UNIDENTIFIED REPORTER: CNN is confirming from the L.A. coroner that Michael Jackson is dead.

UNIDENTIFIED FEMALE: American icon. King of pop.


JACKSON: He attempted to resuscitate him. And they were unsuccessful.


KING: The pain of Michael's passing is with his brother Jermaine every day. It was not easy for him to return to Forest Lawn for our interview, and it's not easy for him to talk about the circumstances surrounding his death. But he does.


KING: Do you think your brother was killed?

JACKSON: Yes, of course. Of course.

KING: No doubt in your mind.

JACKSON: No doubt in my mind.

KING: Have the authorities done enough? They haven't -- JACKSON: No.

KING: Well, they've stopped at Murray, haven't they?

JACKSON: Yes, but we looked at the authorities they've done their part but at the same time, it's the D.A.'s office, and I just don't trust anybody. I really, really don't. We lost a brother. What really has really -- one of the hearings we went to, they were sitting there laughing, Larry. They're laughing. I felt like getting up and walking out.

KING: Who?

JACKSON: The -- first of all I think TMZ was filming this, and they all showboating for the camera, and they were talking about whether the license should be taken or not, and there was chuckles and laughs, and I'm seeing this, and we lost our brother. How disrespectful.

And we're sitting there and I wanted to get up so bad and just walk out. This is our system, our judicial system. And they are sitting there laughing.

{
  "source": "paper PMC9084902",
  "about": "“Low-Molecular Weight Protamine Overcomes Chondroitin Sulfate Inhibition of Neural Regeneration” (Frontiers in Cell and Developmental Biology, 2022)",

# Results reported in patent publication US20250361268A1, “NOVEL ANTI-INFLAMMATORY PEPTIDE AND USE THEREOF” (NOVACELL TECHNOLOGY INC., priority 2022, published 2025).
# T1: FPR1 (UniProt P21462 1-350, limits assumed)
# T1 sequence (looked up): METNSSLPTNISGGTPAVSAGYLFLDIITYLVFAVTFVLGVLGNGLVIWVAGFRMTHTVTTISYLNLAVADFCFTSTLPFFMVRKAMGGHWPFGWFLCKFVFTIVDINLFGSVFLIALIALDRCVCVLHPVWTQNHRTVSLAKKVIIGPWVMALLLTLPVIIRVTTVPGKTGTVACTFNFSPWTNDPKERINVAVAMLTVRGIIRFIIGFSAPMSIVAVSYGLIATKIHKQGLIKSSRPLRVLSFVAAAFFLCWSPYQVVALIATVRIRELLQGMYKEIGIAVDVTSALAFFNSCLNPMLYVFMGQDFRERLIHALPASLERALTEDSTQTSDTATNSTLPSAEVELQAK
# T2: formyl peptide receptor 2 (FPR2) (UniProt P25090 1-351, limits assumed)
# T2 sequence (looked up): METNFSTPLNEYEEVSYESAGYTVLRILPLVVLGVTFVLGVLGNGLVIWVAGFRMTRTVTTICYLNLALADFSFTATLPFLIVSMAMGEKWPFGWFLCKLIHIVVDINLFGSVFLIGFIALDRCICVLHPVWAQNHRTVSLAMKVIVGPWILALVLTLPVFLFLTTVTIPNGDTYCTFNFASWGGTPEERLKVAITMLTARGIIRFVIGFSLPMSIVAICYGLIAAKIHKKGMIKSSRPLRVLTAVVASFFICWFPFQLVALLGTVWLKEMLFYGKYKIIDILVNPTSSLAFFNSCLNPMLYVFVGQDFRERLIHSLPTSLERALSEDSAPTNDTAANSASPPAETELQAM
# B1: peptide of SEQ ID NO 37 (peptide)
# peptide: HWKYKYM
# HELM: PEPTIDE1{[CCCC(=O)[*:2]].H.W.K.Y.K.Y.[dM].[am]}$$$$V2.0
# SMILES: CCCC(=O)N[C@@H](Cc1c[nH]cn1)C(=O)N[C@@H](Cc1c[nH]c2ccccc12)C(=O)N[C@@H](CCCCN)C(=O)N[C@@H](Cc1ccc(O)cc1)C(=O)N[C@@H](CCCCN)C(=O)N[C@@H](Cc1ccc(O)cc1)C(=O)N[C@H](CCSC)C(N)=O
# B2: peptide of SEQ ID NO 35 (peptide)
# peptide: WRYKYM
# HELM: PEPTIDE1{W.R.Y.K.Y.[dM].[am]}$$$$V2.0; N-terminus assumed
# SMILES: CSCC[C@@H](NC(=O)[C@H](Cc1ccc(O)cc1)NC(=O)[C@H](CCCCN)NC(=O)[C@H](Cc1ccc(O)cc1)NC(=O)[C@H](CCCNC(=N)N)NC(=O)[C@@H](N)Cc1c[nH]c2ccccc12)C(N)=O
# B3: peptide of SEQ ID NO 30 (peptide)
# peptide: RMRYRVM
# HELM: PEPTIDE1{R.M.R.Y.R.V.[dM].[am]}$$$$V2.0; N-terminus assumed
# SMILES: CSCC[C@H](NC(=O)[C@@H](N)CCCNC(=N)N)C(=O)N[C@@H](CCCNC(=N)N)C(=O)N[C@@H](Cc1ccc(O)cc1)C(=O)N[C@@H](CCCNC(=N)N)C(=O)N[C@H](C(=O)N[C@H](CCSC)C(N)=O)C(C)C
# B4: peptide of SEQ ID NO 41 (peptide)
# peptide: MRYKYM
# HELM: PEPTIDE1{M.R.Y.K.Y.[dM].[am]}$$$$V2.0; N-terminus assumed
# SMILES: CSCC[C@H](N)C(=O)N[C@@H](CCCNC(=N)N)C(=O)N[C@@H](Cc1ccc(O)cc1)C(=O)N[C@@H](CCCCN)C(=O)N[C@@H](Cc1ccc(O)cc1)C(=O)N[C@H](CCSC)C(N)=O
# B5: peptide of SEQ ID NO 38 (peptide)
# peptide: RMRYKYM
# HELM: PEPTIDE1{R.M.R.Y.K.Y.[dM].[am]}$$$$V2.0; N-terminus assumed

KING: Is the family planning any civil action?

JACKSON: Well, we're in meetings, and that's a good question, but right now we're just trying to make sure that every rock is turned over and we can really get a thorough investigation.

KING: Do you think we'll ever find out the whole story?

JACKSON: Yes. Yes. You know why? Because this family is not going to let it not happen. We love him, we miss him. The world needs to know the truth. We need to know the truth. You need to know the truth. And absolutely. We're going to do everything in our power as a family to make sure the world knows on what really happened.

KING: Has the estate paid the city, by the way, to cover the public memorial at Staples?

JACKSON: Yes. That seems --

KING: There were stories about that. What is it?

JACKSON: Larry, it's -- Michael's estate is probably one of the most successful financial estates, close to $1 billion now up to this day, and to have all these things about debt and this and that, it's like when he was alive, they beat him down with this child molestation stuff. They try to make it seem like he did this.

You beat someone down with the very thing that they love. And this was all planned. This was all to try to kill him with that. They couldn't kill him with that. So he had a dependency on sleeping pills or whatever, so they found a way to kill him with that. They found a way.